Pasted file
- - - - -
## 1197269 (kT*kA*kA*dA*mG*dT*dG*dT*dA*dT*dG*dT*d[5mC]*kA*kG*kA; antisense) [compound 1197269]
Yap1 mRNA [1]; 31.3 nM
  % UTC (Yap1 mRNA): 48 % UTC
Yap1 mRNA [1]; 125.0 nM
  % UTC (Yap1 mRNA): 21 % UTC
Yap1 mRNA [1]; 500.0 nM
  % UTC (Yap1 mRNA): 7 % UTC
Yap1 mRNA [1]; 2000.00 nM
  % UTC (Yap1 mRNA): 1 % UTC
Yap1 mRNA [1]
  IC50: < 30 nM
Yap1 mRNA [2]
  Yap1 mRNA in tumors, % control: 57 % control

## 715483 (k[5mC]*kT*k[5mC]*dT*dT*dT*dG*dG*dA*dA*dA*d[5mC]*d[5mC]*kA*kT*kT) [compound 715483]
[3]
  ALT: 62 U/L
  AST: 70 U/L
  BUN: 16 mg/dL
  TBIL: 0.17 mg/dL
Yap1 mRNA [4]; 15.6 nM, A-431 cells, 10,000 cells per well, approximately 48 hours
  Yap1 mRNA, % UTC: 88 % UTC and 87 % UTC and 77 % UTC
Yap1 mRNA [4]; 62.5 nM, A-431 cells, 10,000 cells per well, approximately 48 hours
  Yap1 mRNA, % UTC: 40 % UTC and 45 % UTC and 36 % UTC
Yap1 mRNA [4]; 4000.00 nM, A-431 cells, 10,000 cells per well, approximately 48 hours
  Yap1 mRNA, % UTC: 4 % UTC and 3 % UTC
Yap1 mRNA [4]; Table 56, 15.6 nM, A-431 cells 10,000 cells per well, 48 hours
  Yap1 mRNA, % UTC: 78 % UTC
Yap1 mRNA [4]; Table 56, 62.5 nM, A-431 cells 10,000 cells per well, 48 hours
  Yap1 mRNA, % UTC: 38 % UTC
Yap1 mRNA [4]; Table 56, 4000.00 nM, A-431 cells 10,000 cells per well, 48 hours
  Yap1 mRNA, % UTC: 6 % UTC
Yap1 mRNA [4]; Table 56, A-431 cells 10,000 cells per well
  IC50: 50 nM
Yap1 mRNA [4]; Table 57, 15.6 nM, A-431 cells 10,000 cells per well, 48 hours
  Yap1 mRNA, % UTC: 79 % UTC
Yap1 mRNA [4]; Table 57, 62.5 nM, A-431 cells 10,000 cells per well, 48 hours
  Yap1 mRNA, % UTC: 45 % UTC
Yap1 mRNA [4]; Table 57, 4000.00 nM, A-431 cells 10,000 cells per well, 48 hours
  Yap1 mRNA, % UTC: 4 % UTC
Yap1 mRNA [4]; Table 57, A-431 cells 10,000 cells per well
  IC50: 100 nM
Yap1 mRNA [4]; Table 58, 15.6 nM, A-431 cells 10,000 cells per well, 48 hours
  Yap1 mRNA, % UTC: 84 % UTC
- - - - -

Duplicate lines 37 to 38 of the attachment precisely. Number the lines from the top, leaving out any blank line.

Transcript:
  Yap1 mRNA, % UTC: 45 % UTC
Yap1 mRNA [4]; Table 57, 4000.00 nM, A-431 cells 10,000 cells per well, 48 hours